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Robert Hur took a page from the James Comey playbook — and made it worse

A Republican special counsel puts his finger on the scale once again.

I remember where I was on Oct. 28, 2016, the day James Comey released his letter. I was at a health food restaurant with a Republican friend of mine. “This is going to lose her the election,” I told my friend. I felt like I was going to throw up. I knew what a Donald Trump presidency would mean for women, for all of us.

Hur, who used to work for the Trump administration, couldn’t let Biden off the hook entirely, especially 269 days before an election.

“Don’t be silly,” said my friend, who I suspect later voted for Trump. The New York Times had the story on the front page: “Emails in Anthony Weiner Inquiry Jolt Hillary Clinton’s Campaign.” On Nov. 8, 2016, Clinton lost the election to Trump 304 to 227. The Comey letter had created just enough muddiness to make it seem like both candidates were ethically challenged. It was the false equivalence that Trump was able to ride to the White House. Data guru Nate Silver wrote that the Comey letter “was probably enough to change the outcome of the Electoral College.” Not only did Comey make Trump president but then he wrote numerous very tedious books. He became a resistance hero, riding his regret all the way to the bank.

Fast-forward to Feb. 8, 2024, when Republican special counsel Robert Hur released his 345-page report. The report is being seen by some as an exoneration, saying that no criminal charges are warranted in the classified documents case against President Joe Biden. But Hur, who used to work for the Trump administration, couldn’t let Biden off the hook entirely, especially 269 days before an election. Hur, a member of a Republican Party that now largely works as a campaign arm for the former president, delivered the goods for his party. Sure, he found no legal basis to charge Biden, but but but… Hur proceeded to editorialize ad nauseam about Biden’s mental acuity, delivering right-wing talking points up on a platter. He wrote, “[At] trial, Mr. Biden would likely present himself to a jury, as he did during our interview of him, as a sympathetic, well-meaning, elderly man with a poor memory.”

Saying you don’t remember stuff in a deposition is pretty much standard. For example, Dr. Anthony Fauci said “I don’t recall” 174 times during a deposition about alleged collusion between the Biden administration and social media platforms — but because there isn’t a narrative about Fauci’s age crafted by Trump World, no one thought this had anything to do with his mental acuity.

Ivanka Trump said “I don’t recall” 30 times during the Trump civil fraud trial. During the Trump University deposition, Trump said he didn’t remember 35 times. Trump found that he didn’t remember anything when he submitted his written responses to Bob Mueller’s team. For more than a year, Trump refused his special counsel interview, eventually agreeing to respond in writing. The New York Times noted: “More than 30 times, he told the prosecutors that he had no memory of what they were asking about, employing several formulations to make the same point.” The Washington Post clocked it at least 37 instances.

Hur’s report was a partisan hit job, but it didn’t matter, as former Obama chief of staff Jim Messina tweeted: “Let’s be clear -- the special counsel isn’t a dummy and we should be very careful not to take the bait after Comey pulled this in 2016. Hur, a lifelong Republican and creature of DC, didn’t have a case against Biden, but he knew exactly how his swipes could hurt Biden politically.”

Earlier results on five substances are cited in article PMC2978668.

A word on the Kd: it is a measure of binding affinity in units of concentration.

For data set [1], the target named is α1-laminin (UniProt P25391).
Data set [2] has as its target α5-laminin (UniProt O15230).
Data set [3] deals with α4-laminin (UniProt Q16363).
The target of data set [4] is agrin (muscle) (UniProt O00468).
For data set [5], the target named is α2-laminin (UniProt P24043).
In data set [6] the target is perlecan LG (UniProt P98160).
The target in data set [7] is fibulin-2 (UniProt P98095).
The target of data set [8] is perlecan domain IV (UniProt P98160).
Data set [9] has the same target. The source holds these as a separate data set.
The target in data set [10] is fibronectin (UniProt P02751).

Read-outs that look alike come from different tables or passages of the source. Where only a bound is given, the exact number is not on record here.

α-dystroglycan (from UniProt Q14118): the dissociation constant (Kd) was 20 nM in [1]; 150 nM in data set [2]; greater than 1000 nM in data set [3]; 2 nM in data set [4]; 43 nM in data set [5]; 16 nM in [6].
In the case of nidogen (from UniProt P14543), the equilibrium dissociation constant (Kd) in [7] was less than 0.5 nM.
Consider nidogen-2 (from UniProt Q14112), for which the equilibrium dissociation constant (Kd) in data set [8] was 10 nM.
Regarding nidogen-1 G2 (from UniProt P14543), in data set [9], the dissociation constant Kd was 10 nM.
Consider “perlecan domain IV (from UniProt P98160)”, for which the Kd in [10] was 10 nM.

Joe Scarborough put it even more succinctly: “He couldn’t indict Biden legally, so he tried to indict Biden politically.” Yet again, a Republican special counsel had put his finger on the scale, just like Comey did in 2016. Hur isn’t a neurologist; he has no idea what Biden’s mental acuity is. Former attorney general Eric Holder condemned the report: “Special Counsel Hur report on Biden classified documents issues contains way too many gratuitous remarks and is flatly inconsistent with long standing DOJ traditions,” he posted on X, adding: “Had this report been subject to a normal DOJ review these remarks would undoubtedly have been excised.” Shame on Attorney General Merrick Garland for letting this partisan hit job be released.

As outraged as many Democrats are right now, they’d do well to exercise some self-reflection here.

As outraged as many Democrats are right now, they’d do well to exercise some self-reflection here. Garland didn’t need to appoint a Republican special counsel. Garland didn’t need to let Hur release this report filled with talking points for the right-wing media echo chamber. Hur may be a partisan, but Garland let this happen.

The Comey letter led to almost nonstop speculation about what was in those emails. The mainstream media spent the following week and a half obsessing about the story when not freaking out about Clinton almost fainting and Clinton having pneumonia. Meanwhile, Trump continued to be covered as an amusing oddity, without any real exploration about the stakes of what a Trump presidency would mean to the country.

And here we are. Roe is dead. Republicans are weaponizing our federal government; this week they tried to impeach a Cabinet secretary for not doing enough for the border while refusing to even vote on a border security bill. Meanwhile Democrats are living in 2012, trying to pretend that we don’t live in a world of hyperpartisanship.

People who worked for Trump want him back in office, and many have embraced this neo-authoritarianism that Trumpism stands for. Democrats need to stop pretending that Republicans are acting in good faith. If Democrats truly want to prevail, we need to think back to the Comey years and let them serve as a lesson, lest they become a curse.